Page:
USAid sets up website for EAC to track grain exports

Donkeys transport beans and maize in Mandera town. Grain imports from Ethiopia are cheaper than those from other towns  in Kenya. FILE
Donkeys transport beans and maize in Mandera town. Grain imports from Ethiopia are cheaper than those from other towns in Kenya. FILE 

A US government agency has developed a regional information portal to track production and export of grains in the five East African Community (EAC) states in an effort to boost intraregional commodities trade.

The online platform — — developed by USAid would produce monthly regional food balance sheet based on production and export data supplied by industry players, paving the way for goods to move from surplus to deficit areas.

“The EAC region is ideal for this system because part of it is always harvesting when the other is experiencing deficit,” said Isaac Tallam, regional grain trade adviser at USAid.

He spoke at a media briefing organised by East African Grain Council (EAGC) to announce a three-day fifth African Grade Trade Summit to be held in Mombasa from October 1.

The millers, farmers associations, World Food Programme country offices and agriculture ministries will provide information on monthly basis regarding stock held, expected harvest or export plans.


The portal is expected to become as a crucial policy tool, enabling the EAC states to exhaust stock available within the region before resorting to duty-free imports from non-member countries.

The tool is meant to eliminate current price disparities that have seen citizens paying more for food in some parts of the EAC common market than others.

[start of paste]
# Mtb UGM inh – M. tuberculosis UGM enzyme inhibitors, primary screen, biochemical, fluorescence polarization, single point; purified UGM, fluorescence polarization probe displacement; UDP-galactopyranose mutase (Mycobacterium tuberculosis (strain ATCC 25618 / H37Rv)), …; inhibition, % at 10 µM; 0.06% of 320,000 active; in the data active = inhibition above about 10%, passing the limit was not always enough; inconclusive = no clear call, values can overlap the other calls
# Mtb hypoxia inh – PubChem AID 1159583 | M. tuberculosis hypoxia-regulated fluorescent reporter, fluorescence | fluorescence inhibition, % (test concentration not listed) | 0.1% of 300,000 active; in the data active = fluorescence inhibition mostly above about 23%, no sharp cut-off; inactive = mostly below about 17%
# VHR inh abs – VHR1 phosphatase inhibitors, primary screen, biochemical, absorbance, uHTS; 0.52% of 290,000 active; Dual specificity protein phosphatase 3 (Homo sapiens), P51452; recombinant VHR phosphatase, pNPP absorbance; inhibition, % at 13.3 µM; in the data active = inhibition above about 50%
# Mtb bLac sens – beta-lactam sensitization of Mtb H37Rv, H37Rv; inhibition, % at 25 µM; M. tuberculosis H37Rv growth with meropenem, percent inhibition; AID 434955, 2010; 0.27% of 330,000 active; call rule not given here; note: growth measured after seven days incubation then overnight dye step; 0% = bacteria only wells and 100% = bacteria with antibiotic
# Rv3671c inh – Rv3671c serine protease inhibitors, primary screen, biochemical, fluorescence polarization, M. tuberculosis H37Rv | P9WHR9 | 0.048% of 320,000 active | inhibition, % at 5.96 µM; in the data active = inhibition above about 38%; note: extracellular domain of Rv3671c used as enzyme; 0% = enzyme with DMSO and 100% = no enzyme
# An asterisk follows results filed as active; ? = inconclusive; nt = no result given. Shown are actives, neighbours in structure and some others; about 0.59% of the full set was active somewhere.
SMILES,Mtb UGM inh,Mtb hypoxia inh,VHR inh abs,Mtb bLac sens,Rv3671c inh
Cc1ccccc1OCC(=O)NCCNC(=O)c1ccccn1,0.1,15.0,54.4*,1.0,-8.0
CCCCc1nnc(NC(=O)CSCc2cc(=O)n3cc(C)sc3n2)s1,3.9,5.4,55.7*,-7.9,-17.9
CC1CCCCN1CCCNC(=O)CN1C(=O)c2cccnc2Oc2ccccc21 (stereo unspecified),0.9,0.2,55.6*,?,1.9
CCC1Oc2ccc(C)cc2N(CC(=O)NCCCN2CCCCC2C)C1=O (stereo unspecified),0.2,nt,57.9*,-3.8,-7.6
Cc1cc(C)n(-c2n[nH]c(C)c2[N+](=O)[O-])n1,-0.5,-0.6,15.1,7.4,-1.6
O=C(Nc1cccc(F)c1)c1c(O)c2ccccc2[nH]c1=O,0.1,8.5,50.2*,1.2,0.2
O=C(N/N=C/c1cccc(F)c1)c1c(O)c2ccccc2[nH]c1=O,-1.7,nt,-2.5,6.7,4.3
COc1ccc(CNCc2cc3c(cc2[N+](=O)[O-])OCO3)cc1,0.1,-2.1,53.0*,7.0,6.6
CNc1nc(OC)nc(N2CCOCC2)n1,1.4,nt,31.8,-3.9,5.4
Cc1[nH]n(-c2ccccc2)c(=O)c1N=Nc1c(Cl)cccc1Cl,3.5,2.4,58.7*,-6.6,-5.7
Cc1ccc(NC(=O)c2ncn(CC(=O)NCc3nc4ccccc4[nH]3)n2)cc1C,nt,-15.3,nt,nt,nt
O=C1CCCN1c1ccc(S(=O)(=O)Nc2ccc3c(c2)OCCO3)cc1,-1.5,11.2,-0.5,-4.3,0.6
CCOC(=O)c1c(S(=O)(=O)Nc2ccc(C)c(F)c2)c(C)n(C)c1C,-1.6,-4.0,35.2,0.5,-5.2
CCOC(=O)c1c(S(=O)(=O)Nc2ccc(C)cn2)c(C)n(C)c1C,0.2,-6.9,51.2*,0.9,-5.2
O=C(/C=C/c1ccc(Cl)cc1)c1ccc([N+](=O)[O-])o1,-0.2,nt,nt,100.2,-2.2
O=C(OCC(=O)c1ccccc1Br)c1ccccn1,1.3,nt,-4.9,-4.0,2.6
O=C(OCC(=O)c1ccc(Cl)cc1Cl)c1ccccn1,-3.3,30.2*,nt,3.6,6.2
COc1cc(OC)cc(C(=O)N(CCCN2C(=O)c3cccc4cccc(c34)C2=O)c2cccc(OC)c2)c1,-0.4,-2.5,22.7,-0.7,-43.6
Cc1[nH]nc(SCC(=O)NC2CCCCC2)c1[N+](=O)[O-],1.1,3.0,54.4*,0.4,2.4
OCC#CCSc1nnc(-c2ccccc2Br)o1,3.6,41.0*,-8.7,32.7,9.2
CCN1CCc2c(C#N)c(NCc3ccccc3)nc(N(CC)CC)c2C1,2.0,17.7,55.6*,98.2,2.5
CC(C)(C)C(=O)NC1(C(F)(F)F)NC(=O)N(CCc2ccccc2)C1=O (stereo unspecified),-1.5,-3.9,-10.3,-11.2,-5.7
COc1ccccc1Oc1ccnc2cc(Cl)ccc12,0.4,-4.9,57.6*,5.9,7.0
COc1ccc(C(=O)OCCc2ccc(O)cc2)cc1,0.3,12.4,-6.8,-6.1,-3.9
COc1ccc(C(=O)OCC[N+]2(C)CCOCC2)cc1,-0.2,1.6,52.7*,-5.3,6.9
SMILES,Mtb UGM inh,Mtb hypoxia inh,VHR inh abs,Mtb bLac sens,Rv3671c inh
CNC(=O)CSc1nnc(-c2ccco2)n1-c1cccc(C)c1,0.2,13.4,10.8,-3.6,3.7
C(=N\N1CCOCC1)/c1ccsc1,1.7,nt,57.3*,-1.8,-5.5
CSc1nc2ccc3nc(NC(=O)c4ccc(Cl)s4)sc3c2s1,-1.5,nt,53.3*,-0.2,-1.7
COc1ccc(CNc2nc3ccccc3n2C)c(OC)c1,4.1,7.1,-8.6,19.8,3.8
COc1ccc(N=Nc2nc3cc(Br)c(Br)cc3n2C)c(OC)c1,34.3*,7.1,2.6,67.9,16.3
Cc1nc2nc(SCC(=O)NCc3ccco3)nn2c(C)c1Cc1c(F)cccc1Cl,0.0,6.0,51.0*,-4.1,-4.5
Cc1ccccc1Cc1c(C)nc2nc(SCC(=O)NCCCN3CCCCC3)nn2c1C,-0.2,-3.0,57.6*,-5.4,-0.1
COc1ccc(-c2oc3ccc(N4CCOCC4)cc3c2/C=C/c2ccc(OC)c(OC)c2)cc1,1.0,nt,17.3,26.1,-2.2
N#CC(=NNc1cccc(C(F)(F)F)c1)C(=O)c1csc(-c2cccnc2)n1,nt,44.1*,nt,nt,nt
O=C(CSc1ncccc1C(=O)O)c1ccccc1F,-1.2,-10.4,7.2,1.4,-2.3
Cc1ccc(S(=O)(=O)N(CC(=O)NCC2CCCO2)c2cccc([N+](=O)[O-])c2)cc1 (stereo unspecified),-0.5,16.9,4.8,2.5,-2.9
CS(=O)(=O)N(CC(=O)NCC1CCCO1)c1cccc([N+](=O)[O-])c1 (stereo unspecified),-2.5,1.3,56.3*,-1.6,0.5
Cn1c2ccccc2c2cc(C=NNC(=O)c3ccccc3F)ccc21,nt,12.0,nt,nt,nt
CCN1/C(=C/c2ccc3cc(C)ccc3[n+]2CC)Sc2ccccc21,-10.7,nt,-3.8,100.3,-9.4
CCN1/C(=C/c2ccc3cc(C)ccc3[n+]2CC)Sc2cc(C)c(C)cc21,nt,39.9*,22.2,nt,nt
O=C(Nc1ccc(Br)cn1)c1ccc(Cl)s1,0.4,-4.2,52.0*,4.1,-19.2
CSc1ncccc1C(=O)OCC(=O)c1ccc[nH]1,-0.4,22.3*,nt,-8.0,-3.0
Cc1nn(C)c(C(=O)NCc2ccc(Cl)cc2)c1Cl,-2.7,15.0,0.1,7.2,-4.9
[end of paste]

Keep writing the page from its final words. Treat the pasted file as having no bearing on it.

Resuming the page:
For instance, residents of Kampala are currently paying the least wholesale price for maize at $256 per tonne according to Regional Agricultural Trading Intelligence Network. In comparison, a tonne of maize costs $325 in Kigali, $340 in Dar es Salaam, $362 in Nairobi while Burundians pay the highest price, at $392 per tonne.

The regional food balance sheet portal is part of the campaign by the five EAC states to come up with a common staples policy to stabilise supply and prices for agricultural grain.

“Numbers gathered by the regional portal will present strong case for policies that enable farmers in the region to trade more with each other,” said Mr Tallam. “Implementing a regional food policy is, however, a change management process that still faces several interruptions actions by politicians like frequent food export ban.”

The launch comes just a week after the five national quality regulators approved harmonised regional standards for 18 grains — among them maize, sorghum and peas — to boost intraregional trade.

A harmonised quality standard means goods will be able to cross national borders without further testing as long as they bear quality certificates issued in partner states.

The region has also adopted EAC simplified certificate of origin for use by traders hauling goods — mostly agricultural commodities — not exceeding $2,000 in value. The one-page document only requires traders to fill in their personal details and short description of goods.

Agriculture sector players have, however, faulted the government’s pledge for affordable food for the masses saying the proposals contained in the VAT Bill would be counterproductive.

The Bill seeks to subject production technology, post-harvest equipment and transportation of raw agricultural produce to a 16 per cent tax.

“There is no known way we can lower price for food other than through increased productivity, reduced post-harvest losses and efficient transport from farms,” said EAGC chief executive Gerald Masila.

The sector players have also taken issue with the government for subjecting basic food items and inputs to the 1.5 per cent railway levy.

In the 2013/14 budget, Treasury secretary Henry Rotich said the railway tax would be levied on all imports for “domestic use”.